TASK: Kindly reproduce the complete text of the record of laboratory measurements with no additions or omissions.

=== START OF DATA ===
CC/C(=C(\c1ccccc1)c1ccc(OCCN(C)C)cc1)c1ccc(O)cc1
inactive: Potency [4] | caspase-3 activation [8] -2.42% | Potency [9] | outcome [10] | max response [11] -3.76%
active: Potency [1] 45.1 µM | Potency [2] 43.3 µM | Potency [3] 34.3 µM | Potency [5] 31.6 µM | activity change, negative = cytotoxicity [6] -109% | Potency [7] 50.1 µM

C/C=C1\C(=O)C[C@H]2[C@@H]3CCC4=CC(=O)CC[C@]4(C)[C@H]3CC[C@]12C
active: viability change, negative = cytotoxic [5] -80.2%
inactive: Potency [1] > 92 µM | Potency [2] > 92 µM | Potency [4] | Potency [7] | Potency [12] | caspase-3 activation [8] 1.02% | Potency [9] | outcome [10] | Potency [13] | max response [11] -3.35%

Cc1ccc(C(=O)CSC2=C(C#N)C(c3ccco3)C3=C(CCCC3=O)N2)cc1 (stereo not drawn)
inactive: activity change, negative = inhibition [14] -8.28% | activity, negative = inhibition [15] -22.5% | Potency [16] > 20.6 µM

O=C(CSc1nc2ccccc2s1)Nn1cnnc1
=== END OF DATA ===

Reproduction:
CC/C(=C(\c1ccccc1)c1ccc(OCCN(C)C)cc1)c1ccc(O)cc1
inactive: Potency [4] | caspase-3 activation [8] -2.42% | Potency [9] | outcome [10] | max response [11] -3.76%
active: Potency [1] 45.1 µM | Potency [2] 43.3 µM | Potency [3] 34.3 µM | Potency [5] 31.6 µM | activity change, negative = cytotoxicity [6] -109% | Potency [7] 50.1 µM

C/C=C1\C(=O)C[C@H]2[C@@H]3CCC4=CC(=O)CC[C@]4(C)[C@H]3CC[C@]12C
active: viability change, negative = cytotoxic [5] -80.2%
inactive: Potency [1] > 92 µM | Potency [2] > 92 µM | Potency [4] | Potency [7] | Potency [12] | caspase-3 activation [8] 1.02% | Potency [9] | outcome [10] | Potency [13] | max response [11] -3.35%

Cc1ccc(C(=O)CSC2=C(C#N)C(c3ccco3)C3=C(CCCC3=O)N2)cc1 (stereo not drawn)
inactive: activity change, negative = inhibition [14] -8.28% | activity, negative = inhibition [15] -22.5% | Potency [16] > 20.6 µM

O=C(CSc1nc2ccccc2s1)Nn1cnnc1